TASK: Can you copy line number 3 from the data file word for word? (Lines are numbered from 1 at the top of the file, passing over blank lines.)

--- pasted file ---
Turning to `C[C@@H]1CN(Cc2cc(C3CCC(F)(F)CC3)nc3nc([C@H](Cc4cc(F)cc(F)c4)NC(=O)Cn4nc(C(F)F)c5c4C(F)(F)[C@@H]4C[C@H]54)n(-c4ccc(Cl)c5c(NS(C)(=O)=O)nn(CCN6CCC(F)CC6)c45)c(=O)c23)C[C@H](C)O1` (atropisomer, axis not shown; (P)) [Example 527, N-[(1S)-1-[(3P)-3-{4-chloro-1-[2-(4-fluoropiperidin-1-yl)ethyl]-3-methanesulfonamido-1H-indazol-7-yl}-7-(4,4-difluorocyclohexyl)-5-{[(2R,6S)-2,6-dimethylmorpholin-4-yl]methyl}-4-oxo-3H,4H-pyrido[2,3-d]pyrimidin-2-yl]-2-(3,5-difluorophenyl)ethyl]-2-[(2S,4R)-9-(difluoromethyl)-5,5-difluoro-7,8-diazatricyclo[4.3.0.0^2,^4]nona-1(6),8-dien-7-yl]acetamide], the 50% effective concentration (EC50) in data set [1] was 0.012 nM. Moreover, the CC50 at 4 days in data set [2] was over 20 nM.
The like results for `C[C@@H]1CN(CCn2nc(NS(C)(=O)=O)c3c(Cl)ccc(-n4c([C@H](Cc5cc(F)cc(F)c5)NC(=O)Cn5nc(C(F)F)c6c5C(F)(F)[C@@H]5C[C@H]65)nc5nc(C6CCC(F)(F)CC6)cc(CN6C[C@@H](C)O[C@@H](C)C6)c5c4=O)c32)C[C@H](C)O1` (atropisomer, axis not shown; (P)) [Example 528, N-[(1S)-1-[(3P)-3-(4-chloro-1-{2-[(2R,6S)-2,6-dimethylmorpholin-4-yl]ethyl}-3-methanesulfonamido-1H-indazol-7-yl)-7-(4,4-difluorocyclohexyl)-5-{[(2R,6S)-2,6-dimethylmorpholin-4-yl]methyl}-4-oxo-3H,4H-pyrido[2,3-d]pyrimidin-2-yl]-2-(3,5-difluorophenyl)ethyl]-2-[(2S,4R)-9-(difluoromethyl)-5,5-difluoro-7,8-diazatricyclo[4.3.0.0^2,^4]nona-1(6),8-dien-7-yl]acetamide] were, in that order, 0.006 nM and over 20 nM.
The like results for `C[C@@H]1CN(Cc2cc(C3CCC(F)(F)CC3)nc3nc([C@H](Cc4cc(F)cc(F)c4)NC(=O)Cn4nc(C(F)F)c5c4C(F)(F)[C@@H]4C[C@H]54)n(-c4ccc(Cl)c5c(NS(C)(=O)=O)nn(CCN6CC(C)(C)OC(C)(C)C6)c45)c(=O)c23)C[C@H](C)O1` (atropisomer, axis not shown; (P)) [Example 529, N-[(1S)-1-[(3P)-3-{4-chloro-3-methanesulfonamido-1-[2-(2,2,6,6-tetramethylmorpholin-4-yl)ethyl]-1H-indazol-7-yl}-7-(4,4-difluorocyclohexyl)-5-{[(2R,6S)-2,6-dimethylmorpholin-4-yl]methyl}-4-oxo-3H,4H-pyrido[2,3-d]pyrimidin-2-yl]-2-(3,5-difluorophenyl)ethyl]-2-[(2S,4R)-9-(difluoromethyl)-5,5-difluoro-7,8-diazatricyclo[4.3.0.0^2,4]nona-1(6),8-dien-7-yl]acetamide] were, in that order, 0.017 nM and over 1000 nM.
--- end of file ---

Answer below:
The like results for `C[C@@H]1CN(Cc2cc(C3CCC(F)(F)CC3)nc3nc([C@H](Cc4cc(F)cc(F)c4)NC(=O)Cn4nc(C(F)F)c5c4C(F)(F)[C@@H]4C[C@H]54)n(-c4ccc(Cl)c5c(NS(C)(=O)=O)nn(CCN6CC(C)(C)OC(C)(C)C6)c45)c(=O)c23)C[C@H](C)O1` (atropisomer, axis not shown; (P)) [Example 529, N-[(1S)-1-[(3P)-3-{4-chloro-3-methanesulfonamido-1-[2-(2,2,6,6-tetramethylmorpholin-4-yl)ethyl]-1H-indazol-7-yl}-7-(4,4-difluorocyclohexyl)-5-{[(2R,6S)-2,6-dimethylmorpholin-4-yl]methyl}-4-oxo-3H,4H-pyrido[2,3-d]pyrimidin-2-yl]-2-(3,5-difluorophenyl)ethyl]-2-[(2S,4R)-9-(difluoromethyl)-5,5-difluoro-7,8-diazatricyclo[4.3.0.0^2,4]nona-1(6),8-dien-7-yl]acetamide] were, in that order, 0.017 nM and over 1000 nM.